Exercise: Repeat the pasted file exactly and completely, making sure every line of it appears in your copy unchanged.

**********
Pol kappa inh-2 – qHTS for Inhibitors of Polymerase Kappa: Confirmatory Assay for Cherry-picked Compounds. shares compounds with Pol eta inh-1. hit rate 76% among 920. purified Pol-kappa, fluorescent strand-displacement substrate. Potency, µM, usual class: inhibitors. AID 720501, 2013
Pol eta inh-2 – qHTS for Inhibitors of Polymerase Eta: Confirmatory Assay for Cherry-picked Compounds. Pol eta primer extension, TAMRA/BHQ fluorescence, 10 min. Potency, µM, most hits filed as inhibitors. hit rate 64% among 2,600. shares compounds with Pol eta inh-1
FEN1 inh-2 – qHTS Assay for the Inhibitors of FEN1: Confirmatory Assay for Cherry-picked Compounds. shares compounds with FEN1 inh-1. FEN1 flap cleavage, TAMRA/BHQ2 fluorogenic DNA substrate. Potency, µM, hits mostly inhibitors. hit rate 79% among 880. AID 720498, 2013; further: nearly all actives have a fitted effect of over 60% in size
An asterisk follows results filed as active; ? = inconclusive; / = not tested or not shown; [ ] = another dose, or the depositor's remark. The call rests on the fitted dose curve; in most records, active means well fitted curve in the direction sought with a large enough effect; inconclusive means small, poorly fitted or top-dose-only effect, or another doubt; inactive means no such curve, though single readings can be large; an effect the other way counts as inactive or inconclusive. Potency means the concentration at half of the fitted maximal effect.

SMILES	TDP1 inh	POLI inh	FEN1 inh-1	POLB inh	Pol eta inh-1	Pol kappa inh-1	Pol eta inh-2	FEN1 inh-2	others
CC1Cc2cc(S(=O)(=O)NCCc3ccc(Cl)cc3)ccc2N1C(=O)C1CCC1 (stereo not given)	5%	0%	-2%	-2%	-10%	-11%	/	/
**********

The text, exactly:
Pol kappa inh-2 – qHTS for Inhibitors of Polymerase Kappa: Confirmatory Assay for Cherry-picked Compounds. shares compounds with Pol eta inh-1. hit rate 76% among 920. purified Pol-kappa, fluorescent strand-displacement substrate. Potency, µM, usual class: inhibitors. AID 720501, 2013
Pol eta inh-2 – qHTS for Inhibitors of Polymerase Eta: Confirmatory Assay for Cherry-picked Compounds. Pol eta primer extension, TAMRA/BHQ fluorescence, 10 min. Potency, µM, most hits filed as inhibitors. hit rate 64% among 2,600. shares compounds with Pol eta inh-1
FEN1 inh-2 – qHTS Assay for the Inhibitors of FEN1: Confirmatory Assay for Cherry-picked Compounds. shares compounds with FEN1 inh-1. FEN1 flap cleavage, TAMRA/BHQ2 fluorogenic DNA substrate. Potency, µM, hits mostly inhibitors. hit rate 79% among 880. AID 720498, 2013; further: nearly all actives have a fitted effect of over 60% in size
An asterisk follows results filed as active; ? = inconclusive; / = not tested or not shown; [ ] = another dose, or the depositor's remark. The call rests on the fitted dose curve; in most records, active means well fitted curve in the direction sought with a large enough effect; inconclusive means small, poorly fitted or top-dose-only effect, or another doubt; inactive means no such curve, though single readings can be large; an effect the other way counts as inactive or inconclusive. Potency means the concentration at half of the fitted maximal effect.

SMILES	TDP1 inh	POLI inh	FEN1 inh-1	POLB inh	Pol eta inh-1	Pol kappa inh-1	Pol eta inh-2	FEN1 inh-2	others
CC1Cc2cc(S(=O)(=O)NCCc3ccc(Cl)cc3)ccc2N1C(=O)C1CCC1 (stereo not given)	5%	0%	-2%	-2%	-10%	-11%	/	/